Re-Envisioning Windows

Stephen Selkowitz, Senior Advisor, Technology and Urban Systems Division for Lawrence Berkeley National Laboratory (LBNL), explored several trends and issues shaping and reshaping the building/fenestration landscape.

Energy-Environment-BuildingsBuildings consume 40 percent of total U.S. energy – 71 percent of the electricity and 54 percent of the natural gas.Fenestration impacts ten percent of building energy use, amounting to some $50 billion in operating costs per year and thus four percent of all U.S. energy. That’s $500 per household for window-related energy consumption in all buildings. General goals are to achieve a 50 to 80 percent reduction in carbon, which will require maximizing efficiency and decarbonizing energy sources.

Smart Electric Grid

The future of electricity production and delivery will be complex, dynamic, interactive and transactive. It will feature advanced metering and control interfaces.

In relation to buildings, we need to utilize sunlight more effectively. Peak demand reductions will involve dimmed lighting (daylight) and reduced solar gain (for less AC demand). Methods will include the use of electrochromic windows, dimmable LED lighting, photovoltaic sources and energy storage systems.

Guaranteed Performance

Selkowitz showed that, despite code approvals, LEED ratings, etc., low-energy buildings do not consistently perform as expected. In some cases, actual energy use is up to 80 percent higher than projected. Guaranteed performance depends on simulation tool accuracy, controlling actual construction/installation variances, anticipating occupant adjustments and other factors.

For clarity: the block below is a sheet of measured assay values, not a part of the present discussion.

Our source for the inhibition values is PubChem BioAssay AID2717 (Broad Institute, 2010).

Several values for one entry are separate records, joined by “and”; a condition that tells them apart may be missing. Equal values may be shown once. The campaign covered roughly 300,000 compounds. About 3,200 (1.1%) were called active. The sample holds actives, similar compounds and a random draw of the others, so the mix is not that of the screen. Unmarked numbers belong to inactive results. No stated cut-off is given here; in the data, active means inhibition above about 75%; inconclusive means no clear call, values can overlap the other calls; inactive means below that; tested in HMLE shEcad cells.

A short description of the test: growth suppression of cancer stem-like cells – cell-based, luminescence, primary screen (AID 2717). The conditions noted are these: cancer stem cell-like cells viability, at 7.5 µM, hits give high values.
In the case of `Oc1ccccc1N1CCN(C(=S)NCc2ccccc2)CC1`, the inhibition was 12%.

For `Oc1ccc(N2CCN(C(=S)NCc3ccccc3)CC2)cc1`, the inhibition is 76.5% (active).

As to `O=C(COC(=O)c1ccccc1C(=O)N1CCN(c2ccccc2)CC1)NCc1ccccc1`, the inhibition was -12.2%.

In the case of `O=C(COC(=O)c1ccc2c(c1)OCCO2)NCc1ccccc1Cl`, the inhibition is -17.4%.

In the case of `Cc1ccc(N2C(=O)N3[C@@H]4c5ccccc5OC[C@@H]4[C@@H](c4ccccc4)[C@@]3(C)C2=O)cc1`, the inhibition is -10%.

Window Performance Goals

Looking at what Selkowitz termed the “Hi-R” technology track, we have achieved improved framing (primarily in the residential sector), warm-edge insulating glass spacers, krypton gas in-fills and are solving gas loss and deflection issues. Today, U-factors are about 0.3; the long-term goal is less than 0.1

Emerging developments include vacuum glazing, dynamic glazing, photovoltaic integration, aerogels and improved commercial framing. The key feature of future performance is control: solar-optical spectrum tuning, intensity dimming, redirection of light into the room, etc.

Fenestration Systems

90 percent of all windows have attachments – exterior, interior or between-glass accessories added to existing windows to improve energy performance, comfort, glare, privacy, security or enhanced appearance.

The Attachment Energy Rating Council (AERC) has been formed to develop rating, labeling and certification of fenestration attachments. Its goal is fully automated operation to maximize winter solar gain and minimize it in the summer.

Windows as a Building System

The trend is to see windows as “active” and “smart” elements vs. passive. The challenge is to integrate control technology with other building systems. One approach is the “Internet of Things” (IoT) – interconnection of embedded computing devices within the existing internet structure. This would offer advanced connectivity of devices, systems and services in order to have every window and light fixture linked to a common smart operating system. Fortunately, the cost is going down for the various technologies involved, driven by powerful market forces outside of the building industry.

Selkowitz summarized that new technology and smarter design offers new business opportunities for manufacturers that deliver value-added benefits and savings for occupants and owners – as well as lower impact on the global environment.

600450 Re-Envisioning Windows

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